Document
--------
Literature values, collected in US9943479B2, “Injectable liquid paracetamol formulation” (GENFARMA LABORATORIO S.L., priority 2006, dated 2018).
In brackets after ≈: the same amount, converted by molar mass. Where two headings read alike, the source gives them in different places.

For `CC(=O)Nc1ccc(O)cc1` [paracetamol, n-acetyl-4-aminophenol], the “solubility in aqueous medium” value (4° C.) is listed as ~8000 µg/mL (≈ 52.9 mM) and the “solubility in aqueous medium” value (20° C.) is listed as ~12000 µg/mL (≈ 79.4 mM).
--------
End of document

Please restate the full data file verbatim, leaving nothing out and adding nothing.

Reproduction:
Literature values, collected in US9943479B2, “Injectable liquid paracetamol formulation” (GENFARMA LABORATORIO S.L., priority 2006, dated 2018).
In brackets after ≈: the same amount, converted by molar mass. Where two headings read alike, the source gives them in different places.

For `CC(=O)Nc1ccc(O)cc1` [paracetamol, n-acetyl-4-aminophenol], the “solubility in aqueous medium” value (4° C.) is listed as ~8000 µg/mL (≈ 52.9 mM) and the “solubility in aqueous medium” value (20° C.) is listed as ~12000 µg/mL (≈ 79.4 mM).